Here's one for all of you who work in customer service, courtesy of a fun, in-depth Reddit thread on psychological hacks: "Put a mirror behind you at the counter. This way angry customers who approach you will have to see themselves in the mirror behind you, and the chances of them behaving irrationally lowers significantly. No one wants to see themselves act like a d*ckhead."
9. Use "See one, do one, teach one" to master new skills.
On Reddit, this one comes courtesy a "Navy lifer," but the idea is also endorsed by Nobel laureates. "If you are taught a new task at work, most people learn to do the task and then perform the task. If you find another employee to teach what you just learned, you will comprehend the concept better, and retain the info for much longer. Whenever I train a new associate at work, I ask them to go show another co-worker how to do the task they just learned. Magic," writes user Bubba_Gump_Shrimp.
10. Nudge people to like you with "the Ben Franklin effect."
This "psychological effect is attributed to an observation of Benjamin Franklin's, who noticed that when you do someone a favor, you will eventually like them more than you did before," explains Planet of Success.
Why? Your brain dislikes cognitive dissonance and fights tooth and nail against situations where our beliefs and our actions don't match up. So when you do something nice for someone you don't have particularly warm feelings for, your brain will decide that the recipient of your help must be a cooler person than you first thought.
11. Get that song out of your head by finally finishing it.
Of course, some songs are just ear worms, but oftentimes when a tune plays on a loop in our head it's because of a psychological phenomenon known as the Zeigarnik effect, which says that your brain will keep reminding you of unfinished tasks (that's why to-do lists are so mind clearing even if you just lose them). To get that song out of your head, just listen to it all the way to the finish, singing along as you do.
12. Warm your hands for a better first impression.
That we judge people by their handshakes is a cliché, but it's a cliche for a reason -- it's true. Ensure you make the best possible first impression by simply rubbing your hands together before you meet someone important. Your palm will be warm and dry, and you'll be on your way to impressing right out of the gate.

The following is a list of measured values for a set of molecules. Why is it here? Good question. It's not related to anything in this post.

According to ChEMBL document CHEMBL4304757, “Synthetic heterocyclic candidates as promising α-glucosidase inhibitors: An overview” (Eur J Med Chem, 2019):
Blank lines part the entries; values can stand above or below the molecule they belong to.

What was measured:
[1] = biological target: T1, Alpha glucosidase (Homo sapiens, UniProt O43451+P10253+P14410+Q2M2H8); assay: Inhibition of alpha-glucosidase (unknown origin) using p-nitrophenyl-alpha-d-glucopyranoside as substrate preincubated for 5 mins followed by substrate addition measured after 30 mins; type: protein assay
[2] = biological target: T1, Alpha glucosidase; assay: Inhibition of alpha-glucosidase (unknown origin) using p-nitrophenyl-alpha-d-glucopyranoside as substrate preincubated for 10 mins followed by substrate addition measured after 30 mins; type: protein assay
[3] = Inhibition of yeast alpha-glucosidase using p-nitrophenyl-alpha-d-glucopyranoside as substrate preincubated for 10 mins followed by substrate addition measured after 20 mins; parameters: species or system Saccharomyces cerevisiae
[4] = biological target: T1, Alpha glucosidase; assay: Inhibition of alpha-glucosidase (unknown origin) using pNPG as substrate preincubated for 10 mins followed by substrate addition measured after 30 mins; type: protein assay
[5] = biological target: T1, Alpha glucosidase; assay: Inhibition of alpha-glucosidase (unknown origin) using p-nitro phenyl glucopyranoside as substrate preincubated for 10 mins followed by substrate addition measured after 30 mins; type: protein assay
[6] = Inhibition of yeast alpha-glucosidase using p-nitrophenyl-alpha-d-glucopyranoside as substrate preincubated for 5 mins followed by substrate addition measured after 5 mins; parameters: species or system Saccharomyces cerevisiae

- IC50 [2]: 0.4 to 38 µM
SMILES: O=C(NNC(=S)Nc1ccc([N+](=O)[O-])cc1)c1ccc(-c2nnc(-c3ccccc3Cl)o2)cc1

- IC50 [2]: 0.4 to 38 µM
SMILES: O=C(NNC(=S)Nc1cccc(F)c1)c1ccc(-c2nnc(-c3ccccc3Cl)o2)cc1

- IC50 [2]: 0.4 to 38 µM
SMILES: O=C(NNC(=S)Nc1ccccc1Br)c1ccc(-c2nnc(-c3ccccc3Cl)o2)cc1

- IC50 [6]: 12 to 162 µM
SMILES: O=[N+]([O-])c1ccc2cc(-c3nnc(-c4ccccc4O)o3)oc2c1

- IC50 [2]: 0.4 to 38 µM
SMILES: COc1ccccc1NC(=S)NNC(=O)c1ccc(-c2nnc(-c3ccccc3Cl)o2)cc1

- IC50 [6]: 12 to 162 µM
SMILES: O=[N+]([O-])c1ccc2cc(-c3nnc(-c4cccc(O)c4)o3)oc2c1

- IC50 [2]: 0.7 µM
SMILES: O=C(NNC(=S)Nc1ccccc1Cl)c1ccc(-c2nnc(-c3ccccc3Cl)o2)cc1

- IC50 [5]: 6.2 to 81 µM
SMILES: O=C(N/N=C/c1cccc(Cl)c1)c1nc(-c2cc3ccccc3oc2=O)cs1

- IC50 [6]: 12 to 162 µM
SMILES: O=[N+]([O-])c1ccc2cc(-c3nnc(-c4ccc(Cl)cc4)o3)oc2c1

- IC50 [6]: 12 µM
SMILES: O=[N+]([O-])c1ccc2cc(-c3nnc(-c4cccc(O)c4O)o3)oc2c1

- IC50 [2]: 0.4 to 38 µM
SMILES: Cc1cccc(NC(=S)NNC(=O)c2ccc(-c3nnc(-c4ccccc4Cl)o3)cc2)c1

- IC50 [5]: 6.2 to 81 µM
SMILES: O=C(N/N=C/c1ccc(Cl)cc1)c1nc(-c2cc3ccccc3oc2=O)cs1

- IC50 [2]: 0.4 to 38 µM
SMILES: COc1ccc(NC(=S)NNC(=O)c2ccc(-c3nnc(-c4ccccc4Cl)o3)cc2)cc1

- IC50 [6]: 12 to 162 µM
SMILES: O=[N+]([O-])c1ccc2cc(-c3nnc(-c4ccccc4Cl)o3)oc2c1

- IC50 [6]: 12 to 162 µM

13. More questions make you more likable.
Charisma isn't a mysterious gift. All you need to do to be more charming is ask more questions. That's according to a psychological researcher on Reddit who advises job candidates to "get [the interviewer] to talk about themselves.... Ask your interviewer as many questions about what they do for work and really listen. They will walk away from the interview in a good mood because they got to talk about themselves, and they will then think that the interview went well." Recent research backs him up.
14. Make Wednesday more than just hump day.
I'm not sure if this suggestion from another Reddit user is research backed, but it certainly seems like a great idea: "Plan something every Wednesday that you can look forward to. Everyone looks forward to the weekend, but that always seems a long way away when you are getting up Monday. If you plan something small to do, like treating yourself to some frozen yogurt or setting up a movie date, you will look forward to that in the beginning of the week. Then by the time it's over, half the week has gone by and you are that much closer to the weekend."
15. Utilize the door-in-the-face effect.
This is the opposite of the idea of getting your foot in the door by warming up the other party with a small request before making your real, larger ask. In some situations, it's better to make an unrealistically large request first. The other party will say no (and feel a bad about it). That way, when you make your real request, he or she will feel obliged to say yes.